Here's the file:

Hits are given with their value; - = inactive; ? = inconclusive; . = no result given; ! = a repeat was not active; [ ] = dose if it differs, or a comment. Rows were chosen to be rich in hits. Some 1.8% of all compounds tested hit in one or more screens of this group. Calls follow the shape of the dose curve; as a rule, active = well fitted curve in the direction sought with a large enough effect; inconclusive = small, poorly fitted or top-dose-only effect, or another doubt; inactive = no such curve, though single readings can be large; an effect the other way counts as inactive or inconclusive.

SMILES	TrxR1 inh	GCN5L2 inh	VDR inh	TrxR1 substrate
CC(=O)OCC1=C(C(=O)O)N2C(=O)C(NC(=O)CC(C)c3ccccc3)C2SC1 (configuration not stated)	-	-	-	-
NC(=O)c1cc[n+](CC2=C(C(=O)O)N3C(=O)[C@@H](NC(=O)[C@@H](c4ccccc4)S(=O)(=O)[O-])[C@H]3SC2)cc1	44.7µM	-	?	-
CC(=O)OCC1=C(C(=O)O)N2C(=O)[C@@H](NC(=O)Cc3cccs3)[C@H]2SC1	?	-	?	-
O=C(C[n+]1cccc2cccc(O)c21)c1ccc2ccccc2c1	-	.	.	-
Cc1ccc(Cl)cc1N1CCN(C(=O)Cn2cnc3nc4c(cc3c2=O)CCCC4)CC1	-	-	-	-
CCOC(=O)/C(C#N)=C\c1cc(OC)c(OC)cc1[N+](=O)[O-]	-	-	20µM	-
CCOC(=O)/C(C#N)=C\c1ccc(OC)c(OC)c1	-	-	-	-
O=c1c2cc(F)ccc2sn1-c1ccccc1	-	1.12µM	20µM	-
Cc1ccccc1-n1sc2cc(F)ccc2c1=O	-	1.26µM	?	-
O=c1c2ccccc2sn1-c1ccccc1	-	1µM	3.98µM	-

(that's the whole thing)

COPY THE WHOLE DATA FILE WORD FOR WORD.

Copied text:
Hits are given with their value; - = inactive; ? = inconclusive; . = no result given; ! = a repeat was not active; [ ] = dose if it differs, or a comment. Rows were chosen to be rich in hits. Some 1.8% of all compounds tested hit in one or more screens of this group. Calls follow the shape of the dose curve; as a rule, active = well fitted curve in the direction sought with a large enough effect; inconclusive = small, poorly fitted or top-dose-only effect, or another doubt; inactive = no such curve, though single readings can be large; an effect the other way counts as inactive or inconclusive.

SMILES	TrxR1 inh	GCN5L2 inh	VDR inh	TrxR1 substrate
CC(=O)OCC1=C(C(=O)O)N2C(=O)C(NC(=O)CC(C)c3ccccc3)C2SC1 (configuration not stated)	-	-	-	-
NC(=O)c1cc[n+](CC2=C(C(=O)O)N3C(=O)[C@@H](NC(=O)[C@@H](c4ccccc4)S(=O)(=O)[O-])[C@H]3SC2)cc1	44.7µM	-	?	-
CC(=O)OCC1=C(C(=O)O)N2C(=O)[C@@H](NC(=O)Cc3cccs3)[C@H]2SC1	?	-	?	-
O=C(C[n+]1cccc2cccc(O)c21)c1ccc2ccccc2c1	-	.	.	-
Cc1ccc(Cl)cc1N1CCN(C(=O)Cn2cnc3nc4c(cc3c2=O)CCCC4)CC1	-	-	-	-
CCOC(=O)/C(C#N)=C\c1cc(OC)c(OC)cc1[N+](=O)[O-]	-	-	20µM	-
CCOC(=O)/C(C#N)=C\c1ccc(OC)c(OC)c1	-	-	-	-
O=c1c2cc(F)ccc2sn1-c1ccccc1	-	1.12µM	20µM	-
Cc1ccccc1-n1sc2cc(F)ccc2c1=O	-	1.26µM	?	-
O=c1c2ccccc2sn1-c1ccccc1	-	1µM	3.98µM	-